Wednesday, 16 May 2012
Taiwan promises action on the "killer" Pengerang project
Malaysians who have written to Taiwan President Ma Ying-Jeou to protest against the construction of a petrochemical plant in Pengerang, Johor, by the Taiwan state-owned Kuokuang Petrochemical Technology Co, have received a reply from the president’s office.
The reply sent through email states that their complaints will be followed up by Executive Yuan - the executive branch of Taiwan government.
“We are very much concerned about the issue raised by you and view it seriously. Hence, we have forwarded your letter to the relevant authority, which is the Executive Yuan.
“It will reply to you directly. Please wait for the outcome of the process,” said the reply, which is shared on Facebook.
The online campaign against Kuokuang’s RM36 billion petrochemical plant in Pengerang was initiated by a Facebook user through his Facebook event, calling on Malaysians to petition President Ma through a virtual letter box in his official website.
The project, including a naphtha cracking plant and petrochemical complex, was initially planned to be constructed in the Dacheng Wetlands in Taiwan’s Changhua County.
It was rejected by Ma last April, after local residents and environmental impact assessment teams raised concerns that the complex will consume too much water and generate high levels of pollution in the ecologically sensitive area, which is also the habitat of the critically endangered Taiwan pink dolphins.
According to a Taiwanese newspaper Apple, the coalition which spearheaded the movement to block the petrochemical plant in Taiwan is now in solidarity with Malaysians.
“Petrochemical industry is a highly polluted industry. Since it is not set up in our home, it should not be set up in other people’s homes as well,” said a spokesperson of the coalition.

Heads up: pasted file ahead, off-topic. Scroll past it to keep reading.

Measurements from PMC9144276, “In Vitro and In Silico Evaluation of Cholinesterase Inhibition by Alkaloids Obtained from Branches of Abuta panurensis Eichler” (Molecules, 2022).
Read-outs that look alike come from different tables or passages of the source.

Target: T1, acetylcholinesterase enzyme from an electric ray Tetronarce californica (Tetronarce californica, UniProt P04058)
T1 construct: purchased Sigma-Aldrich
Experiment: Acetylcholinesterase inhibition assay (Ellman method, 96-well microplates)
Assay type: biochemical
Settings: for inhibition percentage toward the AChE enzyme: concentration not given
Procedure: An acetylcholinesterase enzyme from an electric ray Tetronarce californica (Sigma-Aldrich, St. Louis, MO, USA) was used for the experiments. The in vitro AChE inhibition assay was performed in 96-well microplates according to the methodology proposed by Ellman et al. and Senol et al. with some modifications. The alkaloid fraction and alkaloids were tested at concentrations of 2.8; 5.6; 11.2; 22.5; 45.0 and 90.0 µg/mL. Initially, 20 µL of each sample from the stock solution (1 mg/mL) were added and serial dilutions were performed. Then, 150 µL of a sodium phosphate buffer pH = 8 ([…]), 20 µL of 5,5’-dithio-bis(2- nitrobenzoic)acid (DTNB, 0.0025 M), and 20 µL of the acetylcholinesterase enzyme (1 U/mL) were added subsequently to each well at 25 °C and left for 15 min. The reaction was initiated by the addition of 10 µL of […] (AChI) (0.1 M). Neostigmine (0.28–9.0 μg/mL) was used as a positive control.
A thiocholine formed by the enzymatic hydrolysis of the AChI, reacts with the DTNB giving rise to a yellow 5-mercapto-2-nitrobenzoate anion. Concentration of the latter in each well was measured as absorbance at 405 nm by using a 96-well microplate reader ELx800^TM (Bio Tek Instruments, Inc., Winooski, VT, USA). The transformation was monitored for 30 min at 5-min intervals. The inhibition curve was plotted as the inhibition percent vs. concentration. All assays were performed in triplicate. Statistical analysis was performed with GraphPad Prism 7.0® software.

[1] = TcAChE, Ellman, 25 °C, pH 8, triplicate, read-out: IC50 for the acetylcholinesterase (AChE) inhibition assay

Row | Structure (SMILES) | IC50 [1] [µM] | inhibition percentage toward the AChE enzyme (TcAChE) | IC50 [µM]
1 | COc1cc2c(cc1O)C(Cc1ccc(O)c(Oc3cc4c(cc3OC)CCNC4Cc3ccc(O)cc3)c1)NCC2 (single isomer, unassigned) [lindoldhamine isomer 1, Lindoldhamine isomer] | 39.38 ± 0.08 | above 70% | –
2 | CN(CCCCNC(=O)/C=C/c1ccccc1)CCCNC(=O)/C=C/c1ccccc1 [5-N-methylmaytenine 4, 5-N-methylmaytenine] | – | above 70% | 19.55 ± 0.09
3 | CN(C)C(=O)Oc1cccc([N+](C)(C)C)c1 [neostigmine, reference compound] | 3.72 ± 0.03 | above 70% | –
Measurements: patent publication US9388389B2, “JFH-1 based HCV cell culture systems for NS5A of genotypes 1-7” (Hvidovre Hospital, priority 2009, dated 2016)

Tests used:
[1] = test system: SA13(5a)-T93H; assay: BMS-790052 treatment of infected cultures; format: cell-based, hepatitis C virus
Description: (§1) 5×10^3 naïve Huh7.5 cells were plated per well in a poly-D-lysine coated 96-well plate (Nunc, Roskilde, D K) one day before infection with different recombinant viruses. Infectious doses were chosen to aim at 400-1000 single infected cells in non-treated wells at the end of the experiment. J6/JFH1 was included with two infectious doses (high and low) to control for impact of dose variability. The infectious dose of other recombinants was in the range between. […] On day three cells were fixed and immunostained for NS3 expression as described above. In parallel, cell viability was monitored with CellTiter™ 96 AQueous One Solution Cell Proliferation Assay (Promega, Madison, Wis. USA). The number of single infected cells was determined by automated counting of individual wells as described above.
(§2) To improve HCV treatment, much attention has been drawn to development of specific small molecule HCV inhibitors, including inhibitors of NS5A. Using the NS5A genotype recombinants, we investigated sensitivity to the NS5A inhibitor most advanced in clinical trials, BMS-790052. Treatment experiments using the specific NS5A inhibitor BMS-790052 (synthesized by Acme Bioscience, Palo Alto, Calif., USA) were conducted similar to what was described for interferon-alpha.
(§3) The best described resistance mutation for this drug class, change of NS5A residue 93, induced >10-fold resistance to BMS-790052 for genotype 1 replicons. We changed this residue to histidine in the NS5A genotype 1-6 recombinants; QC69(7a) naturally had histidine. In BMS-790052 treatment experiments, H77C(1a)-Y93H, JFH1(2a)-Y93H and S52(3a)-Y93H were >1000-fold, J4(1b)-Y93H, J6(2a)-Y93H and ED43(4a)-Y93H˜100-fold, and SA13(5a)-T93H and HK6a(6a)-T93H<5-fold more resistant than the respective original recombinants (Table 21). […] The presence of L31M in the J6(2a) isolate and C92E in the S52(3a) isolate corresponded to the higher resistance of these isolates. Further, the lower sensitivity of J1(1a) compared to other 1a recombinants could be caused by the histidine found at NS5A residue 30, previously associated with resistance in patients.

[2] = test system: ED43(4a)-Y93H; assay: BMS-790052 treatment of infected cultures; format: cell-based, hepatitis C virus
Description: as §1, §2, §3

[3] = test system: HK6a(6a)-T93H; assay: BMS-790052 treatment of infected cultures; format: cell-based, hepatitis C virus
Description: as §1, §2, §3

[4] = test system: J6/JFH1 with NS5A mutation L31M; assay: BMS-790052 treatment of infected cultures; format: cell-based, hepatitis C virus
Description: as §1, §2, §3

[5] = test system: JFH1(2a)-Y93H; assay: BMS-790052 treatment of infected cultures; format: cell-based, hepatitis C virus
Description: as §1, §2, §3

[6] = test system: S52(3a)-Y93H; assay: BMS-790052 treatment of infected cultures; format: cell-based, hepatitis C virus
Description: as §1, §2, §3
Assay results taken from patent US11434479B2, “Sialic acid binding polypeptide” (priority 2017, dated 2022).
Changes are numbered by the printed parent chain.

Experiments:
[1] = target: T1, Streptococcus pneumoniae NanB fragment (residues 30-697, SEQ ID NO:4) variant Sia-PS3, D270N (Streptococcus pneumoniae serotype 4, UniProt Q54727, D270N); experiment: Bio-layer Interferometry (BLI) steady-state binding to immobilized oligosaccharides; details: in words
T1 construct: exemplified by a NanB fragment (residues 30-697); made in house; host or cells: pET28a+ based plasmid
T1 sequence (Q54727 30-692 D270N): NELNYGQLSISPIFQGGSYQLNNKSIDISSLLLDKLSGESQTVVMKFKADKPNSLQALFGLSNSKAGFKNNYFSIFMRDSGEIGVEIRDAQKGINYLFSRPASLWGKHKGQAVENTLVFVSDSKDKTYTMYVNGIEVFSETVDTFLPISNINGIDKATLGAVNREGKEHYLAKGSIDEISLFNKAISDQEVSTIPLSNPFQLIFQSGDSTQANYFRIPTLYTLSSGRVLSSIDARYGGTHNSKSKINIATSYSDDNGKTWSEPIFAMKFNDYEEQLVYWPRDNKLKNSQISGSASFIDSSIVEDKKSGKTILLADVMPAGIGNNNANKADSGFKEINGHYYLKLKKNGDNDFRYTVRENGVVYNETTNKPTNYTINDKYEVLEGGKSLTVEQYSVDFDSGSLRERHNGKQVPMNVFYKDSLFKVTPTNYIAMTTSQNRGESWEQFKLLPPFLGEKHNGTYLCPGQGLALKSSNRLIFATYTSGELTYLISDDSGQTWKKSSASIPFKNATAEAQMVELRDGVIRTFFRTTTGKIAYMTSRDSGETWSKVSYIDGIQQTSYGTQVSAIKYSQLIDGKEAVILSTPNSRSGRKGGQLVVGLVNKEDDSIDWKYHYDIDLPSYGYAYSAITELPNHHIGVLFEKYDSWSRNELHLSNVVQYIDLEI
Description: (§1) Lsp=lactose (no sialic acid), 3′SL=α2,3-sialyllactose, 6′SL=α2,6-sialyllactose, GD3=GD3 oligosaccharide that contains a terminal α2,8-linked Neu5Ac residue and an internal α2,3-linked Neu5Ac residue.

Kuokuang is a part of a larger petrochemical project in Pengerang, dubbed Petronas Refinery and Petrochemical Integrated Development (Rapid).
The mega-project, which is part of the Economic Transformation Programme (ETP), aims to transform southern Johor into a refining and petrochemical centre, complementing the existing facilities on the east coast of the peninsula and in Singapore.
Rapid will eventually acquire some 22,500 acres of land, affecting up to 15 villages in Pengerang. The first phase of project development, which is yet to kick off, will lead to the relocation of some 3,000 residents or about 1,000 households.
The project has sparked protest from local residents, mostly comprised of fishermen. Last month, 578 of them filed a suit seeking compensation for land reclamation work in connection with the project.
However Prime Minister Najib Abdul Razak has assured locals not to worry about their livelihood as all the necessary compensation would be paid to them.
To date, a total of RM4.1 million in compensation have already been given to affected fishermen.
Once completed, the project will be bigger than the existing facilities in Kerteh, Gebeng and Malacca, with the capacity to produce nine million tonnes of petroleum products and 4.5 million tonnes of petrochemicals a year.
It will have its own regasification plant to serve Liquified Natural Gas (LNG) tankers.
Apart from Petronas and Kuokuang, German chemical company BASF SE, Dutch company Royal Vopak, local company Dialog Group Bhd and Johor state government have also invested in the project.